When children get bullied sometimes/often people will blame the victim rather than the bullies themselves: “they shouldnt dress like that” “they should be less of a nerd” “They should have learned to fight and protect themselves”
Theres always another excuse to blame the victim.
Its not right, its a terrible situation, but its something that we have in a lot of situations and that can be applied to people of all sexes.
Then I guess we’re all agreed that victim blaming is relevant in many circumstances and more should be done to bring attention to this issue. But how does an issue go about gaining such attention?
Public Awareness is the best bet, followed by and with political powerhouses like feminism. People need to realize that there are issues that affect men, some rather severely, some still codified by law and not just society. People need to realize that the current model of “Well, if men have issues, we won’t care about them until women’s issues are all fixed” is no different than people saying “Look, hispanic and native americans might have problems, but we are not going to do anything about them until all of the problems that african-americans face are 100% fixed”.
That’s not a very good comparison, considering that hispanics, native americans, and african americans are all minorities oppressed by the privileged white majority. Since (according to the government) gender is binary, women are not the “minority,” but women have been/are oppressed by the privileged male population.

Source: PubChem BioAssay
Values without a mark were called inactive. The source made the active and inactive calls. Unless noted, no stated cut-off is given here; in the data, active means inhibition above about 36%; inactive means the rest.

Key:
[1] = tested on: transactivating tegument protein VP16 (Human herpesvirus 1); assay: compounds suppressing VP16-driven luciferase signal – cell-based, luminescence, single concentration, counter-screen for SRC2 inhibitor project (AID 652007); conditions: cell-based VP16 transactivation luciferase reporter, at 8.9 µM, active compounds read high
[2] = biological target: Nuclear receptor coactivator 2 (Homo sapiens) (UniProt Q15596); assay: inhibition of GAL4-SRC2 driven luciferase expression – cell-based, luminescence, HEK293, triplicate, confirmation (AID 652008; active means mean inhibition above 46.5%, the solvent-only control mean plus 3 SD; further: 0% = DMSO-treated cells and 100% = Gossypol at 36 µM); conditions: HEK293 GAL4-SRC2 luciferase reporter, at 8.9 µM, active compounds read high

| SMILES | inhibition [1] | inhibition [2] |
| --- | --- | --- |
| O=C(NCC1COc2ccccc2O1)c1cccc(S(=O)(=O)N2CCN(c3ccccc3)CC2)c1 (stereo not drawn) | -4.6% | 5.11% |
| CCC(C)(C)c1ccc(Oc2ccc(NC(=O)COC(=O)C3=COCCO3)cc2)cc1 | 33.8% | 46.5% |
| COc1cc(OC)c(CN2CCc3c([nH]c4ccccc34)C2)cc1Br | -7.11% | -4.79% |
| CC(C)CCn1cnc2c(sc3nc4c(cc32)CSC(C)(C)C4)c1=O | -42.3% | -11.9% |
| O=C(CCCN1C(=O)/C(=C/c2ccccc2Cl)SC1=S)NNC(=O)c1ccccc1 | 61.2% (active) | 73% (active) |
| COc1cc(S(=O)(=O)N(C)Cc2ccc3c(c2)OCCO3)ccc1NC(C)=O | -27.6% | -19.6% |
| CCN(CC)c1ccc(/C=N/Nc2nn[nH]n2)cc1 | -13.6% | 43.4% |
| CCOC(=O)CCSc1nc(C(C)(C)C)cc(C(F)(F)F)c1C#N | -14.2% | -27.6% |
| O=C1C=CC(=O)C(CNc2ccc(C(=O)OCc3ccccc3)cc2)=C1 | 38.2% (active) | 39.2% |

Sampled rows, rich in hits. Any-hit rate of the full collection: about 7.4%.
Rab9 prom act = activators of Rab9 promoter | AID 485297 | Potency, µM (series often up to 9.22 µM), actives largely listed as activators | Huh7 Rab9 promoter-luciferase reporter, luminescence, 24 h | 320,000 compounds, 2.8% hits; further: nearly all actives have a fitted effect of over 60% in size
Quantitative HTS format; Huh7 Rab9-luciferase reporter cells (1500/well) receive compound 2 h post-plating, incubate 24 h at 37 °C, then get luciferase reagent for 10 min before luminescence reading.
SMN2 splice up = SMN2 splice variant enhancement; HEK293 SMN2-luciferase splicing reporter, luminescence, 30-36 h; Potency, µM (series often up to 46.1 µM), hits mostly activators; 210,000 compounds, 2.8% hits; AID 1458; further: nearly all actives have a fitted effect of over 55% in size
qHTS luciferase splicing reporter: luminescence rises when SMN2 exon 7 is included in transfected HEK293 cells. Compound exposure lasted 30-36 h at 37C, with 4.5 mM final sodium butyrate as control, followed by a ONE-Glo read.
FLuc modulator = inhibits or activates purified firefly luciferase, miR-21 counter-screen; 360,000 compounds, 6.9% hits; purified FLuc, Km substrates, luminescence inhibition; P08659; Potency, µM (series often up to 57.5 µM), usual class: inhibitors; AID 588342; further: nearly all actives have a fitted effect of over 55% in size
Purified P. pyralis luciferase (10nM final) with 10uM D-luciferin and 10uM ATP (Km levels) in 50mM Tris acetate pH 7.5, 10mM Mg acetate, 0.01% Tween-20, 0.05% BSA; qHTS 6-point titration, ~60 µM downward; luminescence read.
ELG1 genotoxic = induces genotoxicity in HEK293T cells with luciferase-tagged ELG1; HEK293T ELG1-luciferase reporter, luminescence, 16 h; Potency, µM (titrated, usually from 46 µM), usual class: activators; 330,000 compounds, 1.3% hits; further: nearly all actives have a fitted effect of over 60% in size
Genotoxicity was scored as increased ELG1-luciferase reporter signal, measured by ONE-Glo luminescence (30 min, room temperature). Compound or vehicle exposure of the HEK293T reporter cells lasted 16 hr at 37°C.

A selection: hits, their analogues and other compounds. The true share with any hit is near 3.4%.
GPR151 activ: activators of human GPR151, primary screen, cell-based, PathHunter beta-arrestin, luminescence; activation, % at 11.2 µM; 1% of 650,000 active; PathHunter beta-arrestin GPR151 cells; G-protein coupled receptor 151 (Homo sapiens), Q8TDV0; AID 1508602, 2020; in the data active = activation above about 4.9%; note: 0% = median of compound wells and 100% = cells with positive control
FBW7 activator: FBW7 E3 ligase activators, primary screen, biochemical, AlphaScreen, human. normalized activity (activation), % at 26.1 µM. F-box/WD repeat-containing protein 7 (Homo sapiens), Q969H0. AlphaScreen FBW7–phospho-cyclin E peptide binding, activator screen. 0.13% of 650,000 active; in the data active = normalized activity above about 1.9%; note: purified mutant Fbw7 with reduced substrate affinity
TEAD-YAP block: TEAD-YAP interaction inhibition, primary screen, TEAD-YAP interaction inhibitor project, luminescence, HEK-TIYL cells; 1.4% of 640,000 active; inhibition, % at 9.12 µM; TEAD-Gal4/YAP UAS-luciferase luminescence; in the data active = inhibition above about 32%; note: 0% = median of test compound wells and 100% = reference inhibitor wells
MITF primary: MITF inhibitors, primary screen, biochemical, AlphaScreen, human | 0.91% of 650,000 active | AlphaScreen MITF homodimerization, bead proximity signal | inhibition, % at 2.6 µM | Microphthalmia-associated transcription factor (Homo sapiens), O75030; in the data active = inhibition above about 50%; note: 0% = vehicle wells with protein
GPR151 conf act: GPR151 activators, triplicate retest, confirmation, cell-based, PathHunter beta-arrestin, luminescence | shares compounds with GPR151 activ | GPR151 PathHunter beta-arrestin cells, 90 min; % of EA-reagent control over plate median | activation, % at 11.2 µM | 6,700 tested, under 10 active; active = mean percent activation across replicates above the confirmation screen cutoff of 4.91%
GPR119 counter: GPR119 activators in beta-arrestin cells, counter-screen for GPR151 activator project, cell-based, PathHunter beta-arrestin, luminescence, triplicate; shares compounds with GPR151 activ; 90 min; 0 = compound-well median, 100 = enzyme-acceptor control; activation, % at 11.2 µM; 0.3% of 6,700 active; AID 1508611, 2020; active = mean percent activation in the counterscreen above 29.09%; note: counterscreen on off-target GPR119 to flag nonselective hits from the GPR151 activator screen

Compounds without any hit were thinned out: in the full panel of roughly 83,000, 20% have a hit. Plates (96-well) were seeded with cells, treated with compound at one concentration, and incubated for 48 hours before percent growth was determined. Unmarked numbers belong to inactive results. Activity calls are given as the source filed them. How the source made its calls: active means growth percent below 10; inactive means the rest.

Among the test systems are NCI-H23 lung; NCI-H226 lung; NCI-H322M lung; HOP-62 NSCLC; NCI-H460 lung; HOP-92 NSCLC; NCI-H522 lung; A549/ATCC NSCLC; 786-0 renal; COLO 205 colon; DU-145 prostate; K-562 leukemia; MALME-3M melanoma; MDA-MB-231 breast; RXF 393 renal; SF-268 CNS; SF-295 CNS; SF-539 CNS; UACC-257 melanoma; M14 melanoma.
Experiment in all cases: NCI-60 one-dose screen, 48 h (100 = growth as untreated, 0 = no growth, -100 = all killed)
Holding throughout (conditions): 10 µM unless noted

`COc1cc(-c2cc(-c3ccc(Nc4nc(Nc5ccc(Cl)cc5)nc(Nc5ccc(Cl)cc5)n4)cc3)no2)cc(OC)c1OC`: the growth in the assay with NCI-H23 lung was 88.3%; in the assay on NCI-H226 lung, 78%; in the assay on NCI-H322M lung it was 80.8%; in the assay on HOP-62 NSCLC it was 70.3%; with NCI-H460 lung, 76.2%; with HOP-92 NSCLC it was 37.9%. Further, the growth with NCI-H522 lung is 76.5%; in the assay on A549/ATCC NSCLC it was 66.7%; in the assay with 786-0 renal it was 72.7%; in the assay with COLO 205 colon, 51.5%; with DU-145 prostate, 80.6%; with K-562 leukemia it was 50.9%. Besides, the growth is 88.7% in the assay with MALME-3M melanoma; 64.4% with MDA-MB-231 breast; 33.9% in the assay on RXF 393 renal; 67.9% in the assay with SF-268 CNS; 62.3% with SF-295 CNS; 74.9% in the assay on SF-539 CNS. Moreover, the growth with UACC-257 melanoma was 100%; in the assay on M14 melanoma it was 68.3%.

There are many issues which affect men; this much is true. However, there are very few that affect men exclusively or in which men are the majority of the sufferers. Victim blaming, as we have discussed, is a general issue which affects people of all walks of life. As you suggested, educating the public on this issue is probably the most effective method to decreasing it’s relevancy.
“you shouldn’t be depressed, people have it worse than you”
finally, after years of searching, the person with the worst life ever is found. formally, they are granted permission to be sad. but only them. only they have earned it. no sads for anyone else at all ever
apparently my school made the senior dinner great gatsby themed
because what better theme for a graduation party than the inaccessibility of the american dream